Posts tagged “slut”

  • Toronto SlutWalk!

    Toronto SlutWalk!

    April 13, 2011

    In January a member of the Toronto Police force, Const. Michael Sanguinetti, suggested to students at York University that “women should avoid dressing like sluts in order not to be victimized”. In response, SlutWalk was born. The SlutWalk, which strode just yesterday, was a march designed to draw attention to the way in which the term “slut” is used to stigmatize and invalidate women.

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  • Leora Tanenbaum on Phoebe Prince and Hope Witsell

    Leora Tanenbaum on Phoebe Prince and Hope Witsell

    April 13, 2010

    I am curious to know: why has [Phoebe] Prince's death elicited a far stronger reaction than [Hope] Witsell's? Massachusetts Governor Deval Patrick has even stepped in, berating school officials for not protecting Prince. Meanwhile, to date no one has so strongly pointed a finger at school administrators at Witsell's school, nor have there been criminal charges brought in her case. This doesn't make sense. Both girls were victimized similarly. Both deaths are tragic. Both girls deserve the same outcry of anger and horror. Why does Prince's suicide resonate so much more than Witsell's? Because Prince, 15, more neatly fits the stereotype of a sympathetic "good" victim while Witsell does not. — Leora Tanenbaum

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  • Leora Tanenbaum: Do women make better bosses?

    Leora Tanenbaum: Do women make better bosses?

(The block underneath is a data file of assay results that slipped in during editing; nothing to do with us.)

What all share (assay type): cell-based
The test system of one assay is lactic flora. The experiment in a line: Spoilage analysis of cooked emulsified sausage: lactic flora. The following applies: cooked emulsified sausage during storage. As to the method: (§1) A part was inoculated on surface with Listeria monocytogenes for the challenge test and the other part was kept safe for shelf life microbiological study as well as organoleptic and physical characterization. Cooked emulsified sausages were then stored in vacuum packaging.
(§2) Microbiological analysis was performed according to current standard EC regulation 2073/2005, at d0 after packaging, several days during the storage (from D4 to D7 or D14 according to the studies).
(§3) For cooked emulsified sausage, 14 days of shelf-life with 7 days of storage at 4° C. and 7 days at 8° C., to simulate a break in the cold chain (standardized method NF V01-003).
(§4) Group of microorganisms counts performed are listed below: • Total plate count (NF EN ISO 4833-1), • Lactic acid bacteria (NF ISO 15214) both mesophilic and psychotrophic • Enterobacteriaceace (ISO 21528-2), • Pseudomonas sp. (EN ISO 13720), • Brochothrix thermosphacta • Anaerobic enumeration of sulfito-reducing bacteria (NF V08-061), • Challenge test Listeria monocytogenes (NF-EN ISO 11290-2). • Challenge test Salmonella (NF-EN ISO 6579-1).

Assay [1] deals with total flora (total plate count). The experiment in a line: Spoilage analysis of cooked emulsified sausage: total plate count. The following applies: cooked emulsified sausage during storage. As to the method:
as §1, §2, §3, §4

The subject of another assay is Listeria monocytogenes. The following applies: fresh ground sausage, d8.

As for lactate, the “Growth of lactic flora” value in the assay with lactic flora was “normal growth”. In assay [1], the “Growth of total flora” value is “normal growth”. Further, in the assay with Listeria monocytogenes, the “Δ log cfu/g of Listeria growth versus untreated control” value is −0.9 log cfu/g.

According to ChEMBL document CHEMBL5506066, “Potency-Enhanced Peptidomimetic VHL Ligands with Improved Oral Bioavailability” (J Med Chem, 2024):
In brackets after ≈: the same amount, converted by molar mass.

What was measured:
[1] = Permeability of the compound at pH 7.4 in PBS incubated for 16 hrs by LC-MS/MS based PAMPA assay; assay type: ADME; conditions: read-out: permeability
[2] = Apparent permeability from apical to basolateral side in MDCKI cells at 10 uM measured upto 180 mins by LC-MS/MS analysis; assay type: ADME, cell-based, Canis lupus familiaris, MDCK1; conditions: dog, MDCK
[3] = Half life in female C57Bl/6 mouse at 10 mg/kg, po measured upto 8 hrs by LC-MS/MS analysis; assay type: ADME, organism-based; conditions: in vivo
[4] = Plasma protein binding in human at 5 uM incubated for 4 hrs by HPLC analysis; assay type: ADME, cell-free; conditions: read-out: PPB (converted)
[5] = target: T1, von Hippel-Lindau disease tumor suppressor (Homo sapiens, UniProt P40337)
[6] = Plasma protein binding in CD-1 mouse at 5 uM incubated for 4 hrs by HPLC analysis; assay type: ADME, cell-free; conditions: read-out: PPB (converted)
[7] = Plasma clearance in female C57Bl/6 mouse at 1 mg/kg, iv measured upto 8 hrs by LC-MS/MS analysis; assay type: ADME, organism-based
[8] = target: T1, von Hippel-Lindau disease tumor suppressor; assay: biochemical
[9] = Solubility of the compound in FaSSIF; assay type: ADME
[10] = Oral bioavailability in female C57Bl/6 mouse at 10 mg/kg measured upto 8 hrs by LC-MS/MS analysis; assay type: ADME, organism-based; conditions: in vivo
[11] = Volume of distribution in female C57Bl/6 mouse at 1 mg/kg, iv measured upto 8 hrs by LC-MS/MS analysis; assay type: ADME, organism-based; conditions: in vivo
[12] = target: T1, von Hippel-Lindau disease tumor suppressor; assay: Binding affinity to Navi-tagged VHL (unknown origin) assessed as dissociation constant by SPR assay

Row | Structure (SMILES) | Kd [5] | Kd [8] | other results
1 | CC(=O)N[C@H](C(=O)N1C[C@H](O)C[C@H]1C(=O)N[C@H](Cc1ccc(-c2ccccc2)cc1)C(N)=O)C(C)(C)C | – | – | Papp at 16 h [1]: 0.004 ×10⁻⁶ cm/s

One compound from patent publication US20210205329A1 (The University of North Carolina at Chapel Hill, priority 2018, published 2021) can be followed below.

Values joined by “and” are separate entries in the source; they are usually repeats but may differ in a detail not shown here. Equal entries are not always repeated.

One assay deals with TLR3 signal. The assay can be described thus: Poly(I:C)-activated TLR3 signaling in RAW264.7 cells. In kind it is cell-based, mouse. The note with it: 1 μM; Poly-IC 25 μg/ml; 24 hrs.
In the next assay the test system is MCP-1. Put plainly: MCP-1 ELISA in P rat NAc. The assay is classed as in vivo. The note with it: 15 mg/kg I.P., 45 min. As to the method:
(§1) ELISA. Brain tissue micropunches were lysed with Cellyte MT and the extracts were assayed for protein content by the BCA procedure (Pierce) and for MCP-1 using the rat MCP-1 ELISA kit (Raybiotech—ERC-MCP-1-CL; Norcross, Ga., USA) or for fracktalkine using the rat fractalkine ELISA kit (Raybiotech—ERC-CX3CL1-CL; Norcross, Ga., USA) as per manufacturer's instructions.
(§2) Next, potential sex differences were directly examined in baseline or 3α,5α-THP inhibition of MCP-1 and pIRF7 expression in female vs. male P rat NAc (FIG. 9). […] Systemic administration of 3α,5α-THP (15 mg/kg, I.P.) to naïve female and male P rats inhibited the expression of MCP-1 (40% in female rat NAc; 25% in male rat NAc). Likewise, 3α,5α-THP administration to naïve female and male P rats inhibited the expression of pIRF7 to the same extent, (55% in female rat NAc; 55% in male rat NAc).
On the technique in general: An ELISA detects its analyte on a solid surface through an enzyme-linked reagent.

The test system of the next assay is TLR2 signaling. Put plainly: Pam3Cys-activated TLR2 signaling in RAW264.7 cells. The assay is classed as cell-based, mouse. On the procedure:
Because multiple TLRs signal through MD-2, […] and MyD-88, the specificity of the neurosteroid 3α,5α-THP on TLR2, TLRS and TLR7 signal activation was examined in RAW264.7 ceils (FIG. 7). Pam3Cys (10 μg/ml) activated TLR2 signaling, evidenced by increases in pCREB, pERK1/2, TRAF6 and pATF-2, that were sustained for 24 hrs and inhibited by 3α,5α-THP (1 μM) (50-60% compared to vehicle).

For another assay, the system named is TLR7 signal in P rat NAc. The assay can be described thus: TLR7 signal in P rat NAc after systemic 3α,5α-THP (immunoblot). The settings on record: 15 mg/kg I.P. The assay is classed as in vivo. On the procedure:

August 4, 2009

    From Leora Tanenbaum — author of Slut!, Catfight and the forthcoming Head Over Heels (Spring 2010) — comes this piece from the New York Times, in response to the question of whether women make better bosses than men: Yes, countless female managers are great at making lists and sure, lots of men love to hear the sound of their own voices — endlessly. But none of this behavior matters if it’s accompanied with a denial of the continued existence of sexism in the workplace. Consider: Women are routinely undervalued and assumed to lack competence. Successful men don’t have to worry about when and if to become parents; successful women do. Men earn more and are promoted more. Troublingly, many individual women who make it to senior management refuse to acknowledge these very real conditions. They position themselves as uniquely and unusually qualified, implicitly belittling other women in a move to prove their own superiority.

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